If you’re living a health-conscious, active lifestyle, you’ve likely considered taking (or are currently taking) supplements at some point. But even the most health-savvy consumers can be overwhelmed by options. Continue reading →
Humans have been using tools for millennia. But none have been as widely used or as constantly demanding on the finer tissues of the hands and fingers as the keyboard. Most office workers have been realizing the toll that it takes for many years now.
Inhaling the recycled breath of 200 other passengers is probably the only thing I don’t like about being on an airplane. Otherwise, sipping on a can of ginger ale with a book and marvelling over the formation of mountains en route a new adventure is right up my alley.
“Updating to a liposomal supplement is like making the switch from a rotary phone to the iPhone 6.”
To really grasp just how incredible liposomal technology is, it will help you to have some perspective on where it came from.
Approaching the middle of the 19th century, in the heart of France, two men began quietly experimenting with a medicine dropper, gelatin and an iron tray, to invent the first vitamin pill known to the modern world.
The year was 1834, and Joseph Dublanc, alongside François Mothès, had lit the fuse to set off an explosion of what would someday be a 60 billion dollar a year industry: nutritional supplements.
Almost 200 years have passed, and the majority of our vitamins are still being made using the same basic, primitive method. The simple idea was to mask the taste of the medicinal chemicals which doctors would give to their patients, in the form of an easy-to-swallow tablet.
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About Linus Pauling
Linus Carl Pauling was born on February 28, 1901. He had an early interest in science, which prompted him to scrounge for materials in nearby, abandoned factories to conduct chemistry experiments in his garage. Pauling was accepted into Oregon State University when he was fifteen-years-old. The high school principal refused to let Pauling take the last few classes he needed to graduate in conjunction with college courses. Consequently, Pauling did not receive the diploma for nearly five decades, until after he had acquired his second Nobel Prize.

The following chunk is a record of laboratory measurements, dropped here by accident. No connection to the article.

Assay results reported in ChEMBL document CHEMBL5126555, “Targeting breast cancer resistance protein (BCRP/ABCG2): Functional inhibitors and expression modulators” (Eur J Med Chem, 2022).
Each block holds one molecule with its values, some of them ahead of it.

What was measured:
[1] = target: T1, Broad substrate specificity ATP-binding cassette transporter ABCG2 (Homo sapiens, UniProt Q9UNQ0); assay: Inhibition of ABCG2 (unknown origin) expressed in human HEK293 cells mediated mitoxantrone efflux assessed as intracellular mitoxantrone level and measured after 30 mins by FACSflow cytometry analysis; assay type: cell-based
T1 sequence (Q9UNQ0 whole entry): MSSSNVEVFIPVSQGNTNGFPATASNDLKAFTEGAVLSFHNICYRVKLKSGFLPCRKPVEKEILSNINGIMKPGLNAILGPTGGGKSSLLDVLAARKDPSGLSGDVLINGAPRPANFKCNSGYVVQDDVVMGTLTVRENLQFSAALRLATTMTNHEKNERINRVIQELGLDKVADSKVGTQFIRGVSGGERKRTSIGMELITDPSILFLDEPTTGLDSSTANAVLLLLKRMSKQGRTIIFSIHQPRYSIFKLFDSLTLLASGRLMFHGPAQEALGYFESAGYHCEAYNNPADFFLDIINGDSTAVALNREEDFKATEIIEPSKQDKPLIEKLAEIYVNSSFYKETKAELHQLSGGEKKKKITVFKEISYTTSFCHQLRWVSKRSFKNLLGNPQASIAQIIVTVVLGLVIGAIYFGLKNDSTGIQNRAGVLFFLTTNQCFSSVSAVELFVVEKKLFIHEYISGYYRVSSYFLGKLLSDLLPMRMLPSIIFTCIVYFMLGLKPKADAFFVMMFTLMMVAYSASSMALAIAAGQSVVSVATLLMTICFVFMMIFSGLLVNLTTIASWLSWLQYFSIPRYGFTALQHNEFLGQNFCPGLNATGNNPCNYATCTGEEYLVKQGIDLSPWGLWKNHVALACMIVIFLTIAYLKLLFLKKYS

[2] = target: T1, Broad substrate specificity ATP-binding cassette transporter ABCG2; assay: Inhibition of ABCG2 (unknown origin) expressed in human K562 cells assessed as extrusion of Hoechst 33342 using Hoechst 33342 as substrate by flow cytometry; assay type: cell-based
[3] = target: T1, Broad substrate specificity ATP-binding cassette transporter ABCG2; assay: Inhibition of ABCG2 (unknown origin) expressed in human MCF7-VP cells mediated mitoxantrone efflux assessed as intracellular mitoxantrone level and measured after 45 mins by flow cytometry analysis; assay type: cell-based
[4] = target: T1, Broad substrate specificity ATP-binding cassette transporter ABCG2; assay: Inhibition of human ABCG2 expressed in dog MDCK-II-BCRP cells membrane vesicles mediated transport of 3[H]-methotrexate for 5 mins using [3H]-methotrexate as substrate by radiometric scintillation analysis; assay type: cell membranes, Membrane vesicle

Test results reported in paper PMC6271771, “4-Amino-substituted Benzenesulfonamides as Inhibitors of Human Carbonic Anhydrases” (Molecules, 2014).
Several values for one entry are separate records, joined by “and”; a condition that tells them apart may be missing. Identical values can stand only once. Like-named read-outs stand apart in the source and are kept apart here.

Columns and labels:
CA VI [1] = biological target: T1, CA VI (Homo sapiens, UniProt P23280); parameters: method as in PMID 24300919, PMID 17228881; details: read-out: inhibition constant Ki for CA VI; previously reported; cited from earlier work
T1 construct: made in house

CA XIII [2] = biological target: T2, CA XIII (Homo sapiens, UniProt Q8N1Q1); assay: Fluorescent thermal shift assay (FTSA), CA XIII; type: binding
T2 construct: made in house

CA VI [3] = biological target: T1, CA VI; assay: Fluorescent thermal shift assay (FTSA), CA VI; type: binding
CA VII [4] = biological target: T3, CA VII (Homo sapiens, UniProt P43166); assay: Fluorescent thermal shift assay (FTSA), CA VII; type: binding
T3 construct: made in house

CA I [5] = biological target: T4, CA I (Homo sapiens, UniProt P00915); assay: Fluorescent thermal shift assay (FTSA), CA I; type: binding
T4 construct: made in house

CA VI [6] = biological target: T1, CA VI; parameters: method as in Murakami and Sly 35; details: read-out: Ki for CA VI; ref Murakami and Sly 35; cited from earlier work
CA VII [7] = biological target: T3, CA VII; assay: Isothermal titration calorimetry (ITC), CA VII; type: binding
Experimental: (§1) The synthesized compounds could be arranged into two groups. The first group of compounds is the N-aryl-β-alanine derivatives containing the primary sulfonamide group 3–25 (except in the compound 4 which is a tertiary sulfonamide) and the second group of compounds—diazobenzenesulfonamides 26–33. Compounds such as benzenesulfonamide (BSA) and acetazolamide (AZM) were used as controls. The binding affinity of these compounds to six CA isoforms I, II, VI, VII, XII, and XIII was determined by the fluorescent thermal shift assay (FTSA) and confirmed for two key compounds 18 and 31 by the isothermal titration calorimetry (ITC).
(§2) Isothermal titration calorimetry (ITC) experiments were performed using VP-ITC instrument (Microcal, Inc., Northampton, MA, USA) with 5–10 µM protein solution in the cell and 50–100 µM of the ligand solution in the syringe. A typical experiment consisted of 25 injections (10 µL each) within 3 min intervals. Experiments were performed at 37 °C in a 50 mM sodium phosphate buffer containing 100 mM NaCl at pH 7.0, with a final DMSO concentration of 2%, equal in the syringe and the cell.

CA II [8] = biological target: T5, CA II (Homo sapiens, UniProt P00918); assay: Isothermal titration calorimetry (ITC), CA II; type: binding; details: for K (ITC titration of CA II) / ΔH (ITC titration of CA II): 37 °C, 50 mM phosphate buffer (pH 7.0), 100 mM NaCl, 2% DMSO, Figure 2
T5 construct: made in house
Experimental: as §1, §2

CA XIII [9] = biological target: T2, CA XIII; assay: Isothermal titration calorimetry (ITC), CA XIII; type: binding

At Oregon State, Pauling routinely outperformed his professors in theory and in the lab. The chemistry staff invited Pauling to lead several undergraduate courses, which taught him how to lecture, but also gave him access to journals. These published groundbreaking studies kept Pauling current with modern experiments and theories.
After graduation, Pauling would go on to work with some of the finest scientists of the 20th century. For winning the Guggenheim Fellowship in 1926, Pauling was trained by Sommerfeld, Niels Bohr, and Erwin Schrödinger, and a few years later worked on the elements of chemical bonds with Robert Oppenheimer.
The two well known buzz words in the conversation about anti-aging supplements are: collagen and free radicals.
Collagen, a fibrous protein, is the key building block of skin, bone, tendons, joints and all other connective tissue. It’s what gives everything in your body its strength and elasticity – from your arteries to the skin on your face.
As you age, your body naturally stops producing as much of it, which is a main reason why we start to get wrinkles, brittle bones and heart problems.
It just so happens that Vitamin C is proven to be the main source of fuel for collagen synthesis in our bodies. Continue reading →
Not all vitamin supplements are created equal. And once you’ve chosen to shop for a liposomal options, rather than traditional ones, that is especially the case. Usually the selection process is influenced by a few superficial factors, such as loyalty to a name brand, the perceived quality for the price, and how many “natural” buzzwords are on the label.
Although they are more scientifically sophisticated, liposomal formulas can actually have a simpler ingredient list than tablet forms – both in quantity and quality – depending on which one you pick.
In any liposomal formula there are a three key components: lecithin, sweetener and the vitamin itself. You’ll want to pay close attention to how each of them are sourced.